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The portable glostavent: Speed of assembly and successful ventilation for naive operators

Jacob Benrud

Department of Anesthesiology, Penn State Hershey Medical Center, Hershey, PA, USA

E-mail : jbenrud@hmc.psu.edu

Shannon Grap

Department of Anesthesiology, Penn State Hershey Medical Center, Hershey, PA, USA

Allison Weinstock

Department of Anesthesiology, Penn State Hershey Medical Center, Hershey, PA, USA

Julie Vuong

Department of Anesthesiology, Penn State Hershey Medical Center, Hershey, PA, USA

DOI: 10.15761/GAPM.1000108

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Abstract

The increasing interest in,and opportunities for, global anesthesia outreach have revealed a need for familiarity with medications, anesthesia techniques, and anesthesia delivery systems often never before encountered by first world anesthesiologists. A medical mission trip may be the first time an anesthesiologist handles a specific type of anesthesia delivery system, which is often rudimentary and may be in a state of disrepair.  These life sustaining devices may be apt to malfunction; this propensity is especially dependent on the resources inherent to the local environment and can lead to potentially disastrous and unsafe events. The draw-over anesthesia technique is ideally suited for such environments because of its simple and safe design.  The objective of our study was to determine whether anesthesiologists without previous experience using a portable version of the Glostavent (GV, Diamedica Ltd, Barnstaple, Devon, United Kingdom), could use the manufacturer’s instructions to assemble the device and successfully ventilate a mannequin in a simulation scenario. Our study demonstrates that a novel draw-over anesthesia machine could use the manufacturer’s instructions to assemble the device and successfully ventilate a mannequin in a simulation scenario. Our hypothesis was that naïve operators, after a 10 minute self-training period, would be able to accomplish the task. Twenty nine of thirty participants (resident and attending anesthesiologists) were able to assemble the machine and successfully ventilate the mannequin within the ten minute test period. The results of our study demonstrate that this novel draw-over anesthesia machine can be easily assembled and its use learned by anesthesiologists who have never seen such a device before. These results suggest that this simple suitcase anesthesia machine is a worthy investment, especially for anesthesiologists who plan to participate in outreach anesthesia.

Key words

anesthesia, draw-over anesthesia, glostavent, limited resources, outreach

Introduction

Much of the world lacks resources to allow use of modern complex anesthesia machines in clinical practice.  Aportable version of the Glostavent (GV, Diamedica Ltd, Barnstaple, Devon, United Kingdom), the Diamedica Portable Anesthesia Machine,(DPA 03TM) (Diamedica Ltd, Barnstaple, Devon, United Kingdom, Figures 1 and 2) offers a self-contained solution to provide anesthesia in disadvantaged environments, including disaster settings. The DPA 03TM does not require the use of electricity or compressed medical gases, including oxygen, in order to deliver inhaled anesthesia and provide ventilatory assistance [1]. Draw-over anesthesia machines such as the DPA 03TM have been utilized by military personnel and anesthetists in developing countries for years, however, interest in this portable anesthesia machine has increased for use in medical outreach due to its simplicity and safety [1-3].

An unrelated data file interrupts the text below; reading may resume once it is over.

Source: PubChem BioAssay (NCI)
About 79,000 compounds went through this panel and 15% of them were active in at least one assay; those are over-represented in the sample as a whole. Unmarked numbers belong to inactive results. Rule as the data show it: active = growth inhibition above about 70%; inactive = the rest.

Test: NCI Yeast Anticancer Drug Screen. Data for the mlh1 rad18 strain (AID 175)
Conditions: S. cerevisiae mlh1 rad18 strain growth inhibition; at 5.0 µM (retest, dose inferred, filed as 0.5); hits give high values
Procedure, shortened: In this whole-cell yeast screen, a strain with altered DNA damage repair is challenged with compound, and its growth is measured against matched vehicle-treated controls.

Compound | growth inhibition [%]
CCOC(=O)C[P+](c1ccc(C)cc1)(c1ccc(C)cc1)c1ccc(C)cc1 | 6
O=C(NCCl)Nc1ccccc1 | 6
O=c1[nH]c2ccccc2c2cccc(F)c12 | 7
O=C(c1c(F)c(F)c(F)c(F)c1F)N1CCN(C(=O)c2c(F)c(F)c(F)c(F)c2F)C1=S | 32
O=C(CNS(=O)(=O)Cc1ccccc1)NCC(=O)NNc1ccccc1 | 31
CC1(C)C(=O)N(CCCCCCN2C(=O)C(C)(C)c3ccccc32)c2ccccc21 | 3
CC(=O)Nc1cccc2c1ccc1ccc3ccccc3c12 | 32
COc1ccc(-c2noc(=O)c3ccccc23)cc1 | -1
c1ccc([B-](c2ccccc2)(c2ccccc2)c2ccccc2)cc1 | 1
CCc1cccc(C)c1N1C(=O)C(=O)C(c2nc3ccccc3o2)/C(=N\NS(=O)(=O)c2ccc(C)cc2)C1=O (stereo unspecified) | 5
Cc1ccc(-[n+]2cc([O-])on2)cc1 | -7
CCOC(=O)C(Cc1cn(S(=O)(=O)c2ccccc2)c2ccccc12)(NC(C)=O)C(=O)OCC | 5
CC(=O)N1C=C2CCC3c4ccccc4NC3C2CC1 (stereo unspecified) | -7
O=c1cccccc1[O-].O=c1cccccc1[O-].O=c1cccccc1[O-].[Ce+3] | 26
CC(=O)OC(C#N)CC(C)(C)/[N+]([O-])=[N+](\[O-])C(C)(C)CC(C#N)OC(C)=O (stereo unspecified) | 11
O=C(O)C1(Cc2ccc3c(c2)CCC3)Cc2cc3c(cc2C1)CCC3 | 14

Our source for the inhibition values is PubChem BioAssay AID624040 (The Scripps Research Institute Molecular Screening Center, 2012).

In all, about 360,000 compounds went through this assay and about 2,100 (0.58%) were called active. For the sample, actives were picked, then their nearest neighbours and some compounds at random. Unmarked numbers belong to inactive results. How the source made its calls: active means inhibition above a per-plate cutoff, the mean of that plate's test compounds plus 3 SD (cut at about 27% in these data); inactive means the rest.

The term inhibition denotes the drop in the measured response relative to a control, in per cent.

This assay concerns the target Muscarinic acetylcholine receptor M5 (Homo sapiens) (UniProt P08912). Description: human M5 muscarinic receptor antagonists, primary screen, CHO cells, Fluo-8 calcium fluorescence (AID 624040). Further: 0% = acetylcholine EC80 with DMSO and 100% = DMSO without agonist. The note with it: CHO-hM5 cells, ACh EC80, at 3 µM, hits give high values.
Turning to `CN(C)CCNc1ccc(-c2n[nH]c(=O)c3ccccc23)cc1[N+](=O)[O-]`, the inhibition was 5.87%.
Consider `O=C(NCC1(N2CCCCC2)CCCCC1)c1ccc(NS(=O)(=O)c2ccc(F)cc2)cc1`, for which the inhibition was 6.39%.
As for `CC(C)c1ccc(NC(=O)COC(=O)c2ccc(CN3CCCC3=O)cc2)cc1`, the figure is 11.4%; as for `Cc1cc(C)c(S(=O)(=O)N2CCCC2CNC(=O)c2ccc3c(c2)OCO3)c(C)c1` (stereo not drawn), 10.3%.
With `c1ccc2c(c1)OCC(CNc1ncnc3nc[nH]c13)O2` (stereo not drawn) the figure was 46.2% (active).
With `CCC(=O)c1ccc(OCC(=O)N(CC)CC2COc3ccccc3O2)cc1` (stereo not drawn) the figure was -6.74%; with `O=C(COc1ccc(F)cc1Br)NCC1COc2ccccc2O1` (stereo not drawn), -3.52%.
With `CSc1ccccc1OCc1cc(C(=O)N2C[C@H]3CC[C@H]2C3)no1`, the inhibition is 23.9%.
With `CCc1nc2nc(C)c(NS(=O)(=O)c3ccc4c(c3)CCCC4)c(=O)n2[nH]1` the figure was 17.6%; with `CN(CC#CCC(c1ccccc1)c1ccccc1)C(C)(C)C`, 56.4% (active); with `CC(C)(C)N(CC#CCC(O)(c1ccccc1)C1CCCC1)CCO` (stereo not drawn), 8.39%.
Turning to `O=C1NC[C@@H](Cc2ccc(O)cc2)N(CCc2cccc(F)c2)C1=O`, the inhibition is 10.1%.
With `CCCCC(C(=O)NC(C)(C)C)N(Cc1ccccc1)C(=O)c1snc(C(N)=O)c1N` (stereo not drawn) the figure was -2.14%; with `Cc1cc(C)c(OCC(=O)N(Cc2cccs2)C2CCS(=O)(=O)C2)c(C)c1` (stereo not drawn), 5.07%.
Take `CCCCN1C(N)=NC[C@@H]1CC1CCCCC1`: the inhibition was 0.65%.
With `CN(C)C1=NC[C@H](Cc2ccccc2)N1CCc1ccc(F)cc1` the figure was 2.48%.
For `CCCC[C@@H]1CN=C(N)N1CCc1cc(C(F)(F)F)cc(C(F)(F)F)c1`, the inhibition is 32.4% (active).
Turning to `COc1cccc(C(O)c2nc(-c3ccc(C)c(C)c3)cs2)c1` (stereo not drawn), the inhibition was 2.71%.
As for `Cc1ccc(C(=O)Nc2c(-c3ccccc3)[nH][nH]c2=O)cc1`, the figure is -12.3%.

Figure 1. DPA 03TM (Copyright Diamedica)

Figure 2. DPA 03TM in use in an austere environment

This research focused not on the merits of the DPA 03TM, but rather onits assembly and use by anesthesiologists without previous experience using this machine. Our hypothesis was that naïve operators would be able to use basic instructions provided by the manufacturer with the machine to assemble the DPA 03TM and then successfully ventilate a mannequin, all within a reasonably short period of time.  If our hypothesis can be substantiated, by demonstrating success of quick assembly and use of the DPA 03TM by naïve operators, then we will have further demonstrated its utility for use in medical mission outreach and austere environments.

Objective

The primary endpoints were time to successful assembly of the DPA 03TM during a 10 minute self-training period, and time to confirmed ventilation of a mannequin, in a simulated scenario where the participant began with the DPA 03TM unassembled in its suitcase.

Secondary endpoints were satisfaction of the participants with the provided instructional materials, the confidence of the participants in their ability to use the DPA 03TM in the future, and participant’s suggestions for helping naïve operators successfully get the device from suitcase to successful use.

Methods

This was a prospective, observational study. Anesthesiology residents and faculty currently in practice at the Penn State HersheyMedical Center Department of Anesthesiology were asked to participate. Each participant was screened to ensure they were naïve to the DPA 03TM. Each participant had 30 minutes available to participate in the research. The research team member served as the evaluator during the activity.

Self-training period

Each participant was given an introduction stating: “You have just arrived at a remote destination for outreach anesthesia and one of the pieces of equipment that youwill need to use is theportable DPA 03TM”. The unassembled DPA 03TM was given to the participant in its carrying suitcase, as provided by the manufacturer, and they had 10 minutes for familiarization with the manufacturer’s instructions and practicing device assembly in preparation for its use.